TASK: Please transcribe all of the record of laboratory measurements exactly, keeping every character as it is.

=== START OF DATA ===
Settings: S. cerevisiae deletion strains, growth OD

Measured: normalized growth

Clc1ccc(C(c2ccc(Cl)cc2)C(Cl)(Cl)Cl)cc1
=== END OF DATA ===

Settings: S. cerevisiae deletion strains, growth OD

Measured: normalized growth

Clc1ccc(C(c2ccc(Cl)cc2)C(Cl)(Cl)Cl)cc1